This year, Dallas hosted its first annual AFI International Film Festival, and my employer was one of the contributors, so I got to go to a screening of the new David Lynch film, 'Inland Empire.' I was able to briefly meet the man himself, and get a picture with him:
I also got him to sign my Region 2 import DVD of 'Eraserhead' too, although he wasn't too happy about it (I was told before I met him that he rarely, if ever, signs things for people). When I handed it to him, he frowned, but I mentioned that I'd bought it years ago, long before it was available here, and it was one of the main reasons why I got a region-free DVD player. He signed it, so either he bought my story, or he just wanted to shut me up.
So, the movie. I'm glad I met him before I saw it, because I honestly don't know what I would've said to him afterwards. I'm a big fan of his other films. 'Eraserhead' is a classic, as is 'Blue Velvet,' and more recently, 'Mulholland Drive.' However, 'Inland Empire' doesn't deserve to be mentioned in the same sentence as any of those other films. In fact, the kindest thing I can say about it is that Lynch has successfully brought a living nightmare to the screen. Unfortunately, the nightmare is all ours, and the only way to wake from it is to fall asleep.
This film is truly 'Lynch untethered.' If you're a film buff, think about those words for a minute. And heaven forbid, but if you thought 'Mulholland Drive' didn't make any sense (and it took a couple of viewings and some web research for me), I'll bet dollars to donuts you won't make it through the first 60 minutes. Just the first hour alone was like watching a four-year old try to play Tetris. Once in a while, a couple of pieces may seem to fit together, but it'll be more by accident than anything else. Then you have hour two. Then, hour three.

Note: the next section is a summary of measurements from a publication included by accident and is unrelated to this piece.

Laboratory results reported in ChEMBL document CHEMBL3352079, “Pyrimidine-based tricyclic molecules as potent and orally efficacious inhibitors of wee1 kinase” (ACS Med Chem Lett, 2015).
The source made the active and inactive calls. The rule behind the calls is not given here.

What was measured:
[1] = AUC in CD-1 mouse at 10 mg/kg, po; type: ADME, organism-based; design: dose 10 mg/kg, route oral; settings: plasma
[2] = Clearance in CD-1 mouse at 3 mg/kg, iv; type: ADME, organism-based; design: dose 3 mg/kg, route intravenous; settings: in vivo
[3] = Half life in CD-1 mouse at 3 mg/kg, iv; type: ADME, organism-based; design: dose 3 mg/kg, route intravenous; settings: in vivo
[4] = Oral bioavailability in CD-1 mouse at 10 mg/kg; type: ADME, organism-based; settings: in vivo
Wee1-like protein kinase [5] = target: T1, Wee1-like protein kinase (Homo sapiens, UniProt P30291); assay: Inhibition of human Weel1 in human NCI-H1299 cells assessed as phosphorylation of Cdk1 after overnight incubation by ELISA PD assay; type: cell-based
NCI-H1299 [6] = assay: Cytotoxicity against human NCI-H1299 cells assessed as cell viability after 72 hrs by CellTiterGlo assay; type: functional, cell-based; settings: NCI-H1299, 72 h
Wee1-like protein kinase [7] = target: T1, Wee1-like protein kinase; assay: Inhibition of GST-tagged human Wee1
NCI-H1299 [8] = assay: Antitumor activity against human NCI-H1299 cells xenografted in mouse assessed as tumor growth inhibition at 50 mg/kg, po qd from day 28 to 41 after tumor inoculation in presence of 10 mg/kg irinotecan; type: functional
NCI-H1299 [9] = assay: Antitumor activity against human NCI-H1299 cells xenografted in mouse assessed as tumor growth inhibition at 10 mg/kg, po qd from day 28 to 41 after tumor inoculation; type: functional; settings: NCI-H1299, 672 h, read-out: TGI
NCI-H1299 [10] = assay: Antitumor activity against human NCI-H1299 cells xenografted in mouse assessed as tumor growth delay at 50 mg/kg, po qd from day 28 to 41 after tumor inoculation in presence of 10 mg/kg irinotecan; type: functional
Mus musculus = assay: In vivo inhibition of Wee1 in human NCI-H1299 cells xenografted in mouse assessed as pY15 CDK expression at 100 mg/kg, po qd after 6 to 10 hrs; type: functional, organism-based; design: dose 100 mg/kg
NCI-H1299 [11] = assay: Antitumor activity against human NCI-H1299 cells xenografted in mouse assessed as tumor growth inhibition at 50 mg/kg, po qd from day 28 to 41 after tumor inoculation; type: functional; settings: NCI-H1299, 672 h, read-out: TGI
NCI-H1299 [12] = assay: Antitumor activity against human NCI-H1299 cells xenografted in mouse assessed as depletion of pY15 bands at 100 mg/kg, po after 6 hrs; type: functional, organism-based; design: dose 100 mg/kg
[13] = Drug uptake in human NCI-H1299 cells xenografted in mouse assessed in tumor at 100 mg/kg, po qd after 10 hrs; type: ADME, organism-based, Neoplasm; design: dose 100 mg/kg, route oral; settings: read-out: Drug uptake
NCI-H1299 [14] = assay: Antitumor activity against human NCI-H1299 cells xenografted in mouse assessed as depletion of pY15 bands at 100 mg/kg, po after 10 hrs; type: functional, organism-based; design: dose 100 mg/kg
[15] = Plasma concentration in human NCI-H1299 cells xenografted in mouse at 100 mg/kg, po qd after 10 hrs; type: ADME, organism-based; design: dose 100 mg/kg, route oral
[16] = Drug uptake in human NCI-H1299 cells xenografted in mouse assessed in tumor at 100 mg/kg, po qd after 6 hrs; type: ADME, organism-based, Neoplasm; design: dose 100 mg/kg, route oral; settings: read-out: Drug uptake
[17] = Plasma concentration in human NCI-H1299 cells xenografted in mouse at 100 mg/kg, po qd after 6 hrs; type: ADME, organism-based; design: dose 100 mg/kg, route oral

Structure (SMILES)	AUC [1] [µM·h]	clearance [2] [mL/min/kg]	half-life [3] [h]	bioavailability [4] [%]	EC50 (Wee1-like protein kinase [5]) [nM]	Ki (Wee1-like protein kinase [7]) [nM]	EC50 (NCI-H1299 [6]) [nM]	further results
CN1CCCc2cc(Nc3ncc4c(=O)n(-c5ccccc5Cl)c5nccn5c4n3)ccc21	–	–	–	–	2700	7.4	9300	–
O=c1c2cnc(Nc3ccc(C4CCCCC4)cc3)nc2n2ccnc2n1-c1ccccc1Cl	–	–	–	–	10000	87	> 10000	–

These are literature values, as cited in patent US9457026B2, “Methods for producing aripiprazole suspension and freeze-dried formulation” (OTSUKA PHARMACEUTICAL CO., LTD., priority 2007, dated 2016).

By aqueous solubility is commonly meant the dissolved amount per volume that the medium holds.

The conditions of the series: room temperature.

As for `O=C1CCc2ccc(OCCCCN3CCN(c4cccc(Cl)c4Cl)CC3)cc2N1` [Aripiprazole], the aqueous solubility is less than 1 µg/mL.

The most upsetting thing about this film is that he's covering old territory, and not just of other directors (you'll see some not-so-subtle nods to Stanley Kubrick, Oliver Stone, Japanese horror, etc.), but of his own material. In a nutshell, 'Inland Empire' is another 'Fuck You' to mainstream Hollywood, but he did it a few years ago with 'Mulholland Drive,' and much better. He gave us a small amount of narrative, a character to root for, and even when the film seemed to go off the rails in the last 30 minutes, there were good reasons for it. With this film, it's not only off the rails, there were no rails in the first place. In fact, there's barely a train at all. I'm not one who complains when a film doesn't follow the three-act structure, but this film had about 50 or 60 acts. This is also why it felt like it had 20 endings, and yet felt like it never ended, even after the credits rolled. Talk about unsatisfying. Lynch makes one tiny effort to 'throw us a bone,' but it comes at about the 2:30 mark, and it adds more confusion than anything else, and by this time, I'd stopped trying long ago.
There are a couple of positives to take away, however. Laura Dern's performance is strong, but it may have felt that way because everyone else in the film acted like they were overdosing on Vicodin. Also, the score was very effective, and unsettling at just the right times. But these things aren't enough for me to even consider recommending this film to even the biggest Lynch diehards. Unless you like spending your free time putting together jigsaw puzzles of blurry pictures, and that have half of the pieces missing, stay far away from this one.
I was told that Lynch's original cut of this film was 11 hours long. If it were 30 minutes, it would still be too long. At 11 hours, there's only one way you would get me to watch it:
I like some abstract movies ('Begotten,' anyone?), but no matter what, a film has to make me care about something or someone in it. In this respect, 'Inland Empire' is a complete disaster. It may end up being my pick for Worst Film of the Year. I don't know if I've ever felt more disappointed while walking out of a theater, and I didn't read a single review beforehand (I saw that Ebert's website editor gave it four stars, but that's it), so my expectations were squarely on Mr. Lynch's shoulders. I appreciate when a filmmaker has the courage to take risks, but at least one of them has to pay off for it to make a difference for me. I don't want Lynch's next film to be Mission:Impossible 4, but I don't want it to bore me as much as this film did either.